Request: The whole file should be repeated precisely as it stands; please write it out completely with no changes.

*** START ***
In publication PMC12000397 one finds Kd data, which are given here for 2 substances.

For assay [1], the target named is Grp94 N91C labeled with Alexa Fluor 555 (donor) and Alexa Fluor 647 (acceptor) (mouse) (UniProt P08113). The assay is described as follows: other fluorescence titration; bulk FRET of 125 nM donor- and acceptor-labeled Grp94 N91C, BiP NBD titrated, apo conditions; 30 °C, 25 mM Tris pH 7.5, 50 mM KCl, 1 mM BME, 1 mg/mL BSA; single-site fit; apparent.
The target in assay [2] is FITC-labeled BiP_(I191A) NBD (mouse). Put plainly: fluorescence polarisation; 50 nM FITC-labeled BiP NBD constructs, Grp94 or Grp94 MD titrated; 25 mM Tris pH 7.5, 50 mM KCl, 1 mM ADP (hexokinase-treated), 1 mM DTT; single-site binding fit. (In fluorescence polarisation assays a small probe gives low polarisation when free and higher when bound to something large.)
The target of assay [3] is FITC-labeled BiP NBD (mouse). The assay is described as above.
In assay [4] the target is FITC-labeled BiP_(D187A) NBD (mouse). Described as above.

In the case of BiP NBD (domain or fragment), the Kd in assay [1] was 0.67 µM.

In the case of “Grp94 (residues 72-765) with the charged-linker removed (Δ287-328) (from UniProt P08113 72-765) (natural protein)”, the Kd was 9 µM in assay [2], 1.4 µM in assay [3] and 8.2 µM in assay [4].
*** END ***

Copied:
In publication PMC12000397 one finds Kd data, which are given here for 2 substances.

For assay [1], the target named is Grp94 N91C labeled with Alexa Fluor 555 (donor) and Alexa Fluor 647 (acceptor) (mouse) (UniProt P08113). The assay is described as follows: other fluorescence titration; bulk FRET of 125 nM donor- and acceptor-labeled Grp94 N91C, BiP NBD titrated, apo conditions; 30 °C, 25 mM Tris pH 7.5, 50 mM KCl, 1 mM BME, 1 mg/mL BSA; single-site fit; apparent.
The target in assay [2] is FITC-labeled BiP_(I191A) NBD (mouse). Put plainly: fluorescence polarisation; 50 nM FITC-labeled BiP NBD constructs, Grp94 or Grp94 MD titrated; 25 mM Tris pH 7.5, 50 mM KCl, 1 mM ADP (hexokinase-treated), 1 mM DTT; single-site binding fit. (In fluorescence polarisation assays a small probe gives low polarisation when free and higher when bound to something large.)
The target of assay [3] is FITC-labeled BiP NBD (mouse). The assay is described as above.
In assay [4] the target is FITC-labeled BiP_(D187A) NBD (mouse). Described as above.

In the case of BiP NBD (domain or fragment), the Kd in assay [1] was 0.67 µM.

In the case of “Grp94 (residues 72-765) with the charged-linker removed (Δ287-328) (from UniProt P08113 72-765) (natural protein)”, the Kd was 9 µM in assay [2], 1.4 µM in assay [3] and 8.2 µM in assay [4].